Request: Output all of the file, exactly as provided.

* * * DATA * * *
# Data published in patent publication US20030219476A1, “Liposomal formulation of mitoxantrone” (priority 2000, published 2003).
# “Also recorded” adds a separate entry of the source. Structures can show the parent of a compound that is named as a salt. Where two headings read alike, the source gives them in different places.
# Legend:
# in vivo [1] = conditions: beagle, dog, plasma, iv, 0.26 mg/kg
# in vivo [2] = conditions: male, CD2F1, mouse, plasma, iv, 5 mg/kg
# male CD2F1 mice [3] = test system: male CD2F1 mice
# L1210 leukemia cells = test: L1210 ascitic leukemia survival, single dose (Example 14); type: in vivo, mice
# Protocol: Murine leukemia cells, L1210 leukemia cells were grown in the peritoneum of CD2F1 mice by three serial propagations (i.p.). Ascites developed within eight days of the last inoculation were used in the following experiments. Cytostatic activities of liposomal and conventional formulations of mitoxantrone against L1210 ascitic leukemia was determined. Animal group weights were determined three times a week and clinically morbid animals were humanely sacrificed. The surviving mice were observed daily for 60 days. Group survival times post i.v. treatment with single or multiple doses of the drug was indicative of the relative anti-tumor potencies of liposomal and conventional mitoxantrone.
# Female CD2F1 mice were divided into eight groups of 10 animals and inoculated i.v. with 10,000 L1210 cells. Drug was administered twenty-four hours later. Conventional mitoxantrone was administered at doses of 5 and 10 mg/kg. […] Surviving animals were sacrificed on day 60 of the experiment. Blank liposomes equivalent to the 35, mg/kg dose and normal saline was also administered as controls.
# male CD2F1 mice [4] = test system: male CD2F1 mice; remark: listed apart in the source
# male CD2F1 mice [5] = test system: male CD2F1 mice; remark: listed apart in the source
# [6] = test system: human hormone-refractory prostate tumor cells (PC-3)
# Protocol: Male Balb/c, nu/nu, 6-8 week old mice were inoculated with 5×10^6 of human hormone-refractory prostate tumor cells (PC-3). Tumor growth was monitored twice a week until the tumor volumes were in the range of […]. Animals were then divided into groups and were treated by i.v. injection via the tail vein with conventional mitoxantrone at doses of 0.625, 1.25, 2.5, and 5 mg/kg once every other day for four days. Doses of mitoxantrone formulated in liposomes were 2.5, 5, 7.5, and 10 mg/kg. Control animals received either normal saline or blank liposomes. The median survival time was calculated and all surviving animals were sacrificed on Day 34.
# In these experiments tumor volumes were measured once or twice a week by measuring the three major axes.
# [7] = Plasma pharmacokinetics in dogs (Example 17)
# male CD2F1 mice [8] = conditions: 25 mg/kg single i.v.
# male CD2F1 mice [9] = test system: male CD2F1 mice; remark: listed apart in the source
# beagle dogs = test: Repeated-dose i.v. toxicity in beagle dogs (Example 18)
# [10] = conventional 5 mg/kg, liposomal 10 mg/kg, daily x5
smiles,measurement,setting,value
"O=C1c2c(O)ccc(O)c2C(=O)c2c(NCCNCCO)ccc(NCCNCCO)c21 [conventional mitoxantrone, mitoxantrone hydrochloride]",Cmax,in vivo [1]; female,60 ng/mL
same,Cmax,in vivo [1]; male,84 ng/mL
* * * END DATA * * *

# Data published in patent publication US20030219476A1, “Liposomal formulation of mitoxantrone” (priority 2000, published 2003).
# “Also recorded” adds a separate entry of the source. Structures can show the parent of a compound that is named as a salt. Where two headings read alike, the source gives them in different places.
# Legend:
# in vivo [1] = conditions: beagle, dog, plasma, iv, 0.26 mg/kg
# in vivo [2] = conditions: male, CD2F1, mouse, plasma, iv, 5 mg/kg
# male CD2F1 mice [3] = test system: male CD2F1 mice
# L1210 leukemia cells = test: L1210 ascitic leukemia survival, single dose (Example 14); type: in vivo, mice
# Protocol: Murine leukemia cells, L1210 leukemia cells were grown in the peritoneum of CD2F1 mice by three serial propagations (i.p.). Ascites developed within eight days of the last inoculation were used in the following experiments. Cytostatic activities of liposomal and conventional formulations of mitoxantrone against L1210 ascitic leukemia was determined. Animal group weights were determined three times a week and clinically morbid animals were humanely sacrificed. The surviving mice were observed daily for 60 days. Group survival times post i.v. treatment with single or multiple doses of the drug was indicative of the relative anti-tumor potencies of liposomal and conventional mitoxantrone.
# Female CD2F1 mice were divided into eight groups of 10 animals and inoculated i.v. with 10,000 L1210 cells. Drug was administered twenty-four hours later. Conventional mitoxantrone was administered at doses of 5 and 10 mg/kg. […] Surviving animals were sacrificed on day 60 of the experiment. Blank liposomes equivalent to the 35, mg/kg dose and normal saline was also administered as controls.
# male CD2F1 mice [4] = test system: male CD2F1 mice; remark: listed apart in the source
# male CD2F1 mice [5] = test system: male CD2F1 mice; remark: listed apart in the source
# [6] = test system: human hormone-refractory prostate tumor cells (PC-3)
# Protocol: Male Balb/c, nu/nu, 6-8 week old mice were inoculated with 5×10^6 of human hormone-refractory prostate tumor cells (PC-3). Tumor growth was monitored twice a week until the tumor volumes were in the range of […]. Animals were then divided into groups and were treated by i.v. injection via the tail vein with conventional mitoxantrone at doses of 0.625, 1.25, 2.5, and 5 mg/kg once every other day for four days. Doses of mitoxantrone formulated in liposomes were 2.5, 5, 7.5, and 10 mg/kg. Control animals received either normal saline or blank liposomes. The median survival time was calculated and all surviving animals were sacrificed on Day 34.
# In these experiments tumor volumes were measured once or twice a week by measuring the three major axes.
# [7] = Plasma pharmacokinetics in dogs (Example 17)
# male CD2F1 mice [8] = conditions: 25 mg/kg single i.v.
# male CD2F1 mice [9] = test system: male CD2F1 mice; remark: listed apart in the source
# beagle dogs = test: Repeated-dose i.v. toxicity in beagle dogs (Example 18)
# [10] = conventional 5 mg/kg, liposomal 10 mg/kg, daily x5
smiles,measurement,setting,value
"O=C1c2c(O)ccc(O)c2C(=O)c2c(NCCNCCO)ccc(NCCNCCO)c21 [conventional mitoxantrone, mitoxantrone hydrochloride]",Cmax,in vivo [1]; female,60 ng/mL
same,Cmax,in vivo [1]; male,84 ng/mL